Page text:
Local writer publishes coffee-table book set that explores residents of the Eastern Panhandle
Eastern Panhandle writer Katherine Cobb announces the release of her new nonfiction coffee-table book set, Panhandle Portraits, a Glimpse at the Diverse Residents of West Virginia’s Eastern Panhandle, which features compelling portraits of West Virginians and their unique characteristics in two volumes.
The two-volume, 176-page set contains 77 portraits, with some photos featuring more than one person, plus an introduction, index and Panhandle fun facts. The project blends Cobb’s loves of writing and photography in one. She traversed all eight counties of the Eastern Panhandle—Berkeley, Grant, Hampshire, Hardy, Jefferson, Mineral, Morgan and Pendleton—to find subjects to portray.
Panhandle Portraits features athletes, historians, doctors, artists, craftsmen, entrepreneurs, adventurers, volunteers, farmers, pastors, mavericks, business owners, beloved community members, trailblazers, survivors, mentors and leaders.
“I wanted to show the breadth and depth of West Virginians. We have such an interesting population, both people who have lived here for several generations and others who arrived at various junctures but who have made a significant contribution in some way,” said Cobb. “It’s also no secret West Virginians are often negatively stereotyped, and I find that frustrating. The people here are like anyone in any other state. I enjoyed putting something positive about our citizens into print, and putting something positive into the world, period. There’s so much negativity and tension this past year; this is something that will make people feel good when they open it up.”
She conceived the project a year ago and said she couldn’t get it out of her mind. “I pushed it to the side to work on a second novel, but it kept calling to me. Once I decided to explore the concept and began taking photos and doing the interviews, it took me on a wild adventure. I thoroughly enjoyed all of my trips throughout the panhandle. It’s a glorious place. Every time I found myself in the Potomac Highlands, I felt almost giddy. It’s simply breathtaking. I also enjoyed meeting many new folks and learning their stories, as well as photographing subjects I knew already. The real beauty of the book is how it connects us and reminds us of our humanity.”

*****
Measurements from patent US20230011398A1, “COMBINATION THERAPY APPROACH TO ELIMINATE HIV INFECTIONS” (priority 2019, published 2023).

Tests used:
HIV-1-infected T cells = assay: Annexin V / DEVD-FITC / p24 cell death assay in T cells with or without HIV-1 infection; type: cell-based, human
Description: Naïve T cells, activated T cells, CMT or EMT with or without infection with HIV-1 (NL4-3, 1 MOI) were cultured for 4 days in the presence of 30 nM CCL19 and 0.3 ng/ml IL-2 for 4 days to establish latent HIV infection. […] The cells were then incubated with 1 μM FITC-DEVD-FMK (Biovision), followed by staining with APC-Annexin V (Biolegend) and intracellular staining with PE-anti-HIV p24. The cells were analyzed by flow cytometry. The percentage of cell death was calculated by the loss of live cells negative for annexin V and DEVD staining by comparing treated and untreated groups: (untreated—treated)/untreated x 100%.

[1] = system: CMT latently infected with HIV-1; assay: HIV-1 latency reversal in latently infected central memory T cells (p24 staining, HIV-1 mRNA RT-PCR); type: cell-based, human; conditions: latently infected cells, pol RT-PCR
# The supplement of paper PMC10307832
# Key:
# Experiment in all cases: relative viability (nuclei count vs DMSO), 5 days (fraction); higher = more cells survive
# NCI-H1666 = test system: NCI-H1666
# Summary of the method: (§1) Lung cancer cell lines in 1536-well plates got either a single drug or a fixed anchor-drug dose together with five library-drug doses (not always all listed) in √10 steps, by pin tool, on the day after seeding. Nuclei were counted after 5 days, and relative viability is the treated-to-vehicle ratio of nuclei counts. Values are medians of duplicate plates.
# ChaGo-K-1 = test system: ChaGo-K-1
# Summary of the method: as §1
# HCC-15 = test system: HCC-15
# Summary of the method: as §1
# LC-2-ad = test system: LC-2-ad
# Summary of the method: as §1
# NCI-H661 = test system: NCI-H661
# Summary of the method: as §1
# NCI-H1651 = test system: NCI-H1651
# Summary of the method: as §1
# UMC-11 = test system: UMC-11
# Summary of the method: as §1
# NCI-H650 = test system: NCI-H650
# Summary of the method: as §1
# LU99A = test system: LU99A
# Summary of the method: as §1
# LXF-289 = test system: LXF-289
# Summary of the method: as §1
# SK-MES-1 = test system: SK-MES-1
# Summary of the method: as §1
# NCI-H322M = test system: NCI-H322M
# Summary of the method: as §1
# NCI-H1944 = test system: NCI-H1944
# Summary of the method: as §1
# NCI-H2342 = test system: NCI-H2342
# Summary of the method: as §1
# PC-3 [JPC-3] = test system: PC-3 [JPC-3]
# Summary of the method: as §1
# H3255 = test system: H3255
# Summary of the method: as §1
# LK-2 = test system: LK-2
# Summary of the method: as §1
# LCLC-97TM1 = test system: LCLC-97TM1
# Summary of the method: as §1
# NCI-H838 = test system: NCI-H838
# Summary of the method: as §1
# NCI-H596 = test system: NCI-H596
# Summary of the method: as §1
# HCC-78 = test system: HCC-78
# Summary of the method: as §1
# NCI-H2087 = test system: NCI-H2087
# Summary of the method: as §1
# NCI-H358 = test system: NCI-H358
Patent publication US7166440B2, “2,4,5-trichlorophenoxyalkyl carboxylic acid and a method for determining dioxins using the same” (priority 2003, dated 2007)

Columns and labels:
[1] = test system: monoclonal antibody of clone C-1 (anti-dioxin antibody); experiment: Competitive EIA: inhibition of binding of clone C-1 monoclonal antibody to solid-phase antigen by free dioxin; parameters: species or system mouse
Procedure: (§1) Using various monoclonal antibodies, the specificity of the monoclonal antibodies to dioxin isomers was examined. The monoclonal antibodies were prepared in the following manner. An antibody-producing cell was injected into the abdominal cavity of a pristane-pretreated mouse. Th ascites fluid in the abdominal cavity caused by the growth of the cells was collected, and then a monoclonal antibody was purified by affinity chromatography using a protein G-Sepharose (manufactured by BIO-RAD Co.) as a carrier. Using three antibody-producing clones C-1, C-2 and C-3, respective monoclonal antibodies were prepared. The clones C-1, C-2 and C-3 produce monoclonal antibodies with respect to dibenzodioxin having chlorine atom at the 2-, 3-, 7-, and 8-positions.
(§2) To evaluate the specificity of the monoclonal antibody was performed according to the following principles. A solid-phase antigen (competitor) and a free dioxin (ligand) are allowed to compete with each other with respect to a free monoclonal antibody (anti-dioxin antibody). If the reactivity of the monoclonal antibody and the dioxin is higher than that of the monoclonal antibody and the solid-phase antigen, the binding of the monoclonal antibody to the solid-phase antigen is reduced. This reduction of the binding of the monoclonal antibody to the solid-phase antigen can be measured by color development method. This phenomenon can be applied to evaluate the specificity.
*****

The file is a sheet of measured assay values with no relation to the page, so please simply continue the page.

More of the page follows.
Although the subject matter varies greatly, Cobb represented industries or organizations that are prevalent in the Eastern Panhandle, so members of the communities involved in horse racing, car racing, history preservation, war reenactment, agriculture and outdoor adventure were intentionally included. She also kept a focus on the everyday person.
“I like finding the extraordinary in the everyday, and always enjoy writing about people who fit that category. I profiled that type of person in my book, but also included a few superstars—world champions and some others well-known for their accomplishments. That said, someone who may be well-known in Hardy County will not necessarily be known at all in Morgan County, and vice versa.”
Cobb is known for her nonfiction contributions to publications throughout the mid-Atlantic region, including her award-winning monthly editorial column for The Journal and her young adult novel, Skyline Higher. She also contributes a rotating column about addiction to The Observer. Readers can connect to Cobb through her website, www.katherinecobb.com.
Panhandle Portraits is available in paperback through Amazon.com, and will be stocked at some bookstores and gift shops throughout West Virginia. Cobb will sell the companion volumes at the upcoming Christmas Marketplace at Charles Town. Vendors will be scattered throughout the historic downtown area and Cobb will be at Sugar Whipped, located at 307 W. Washington St., on two dates: November 26 and December 3, from 10 am to 4 pm. On December 4, she will be at the Lost River Trading Post in Wardensville, W.Va., from 11 am to 2 pm. Pre-orders are strongly recommended.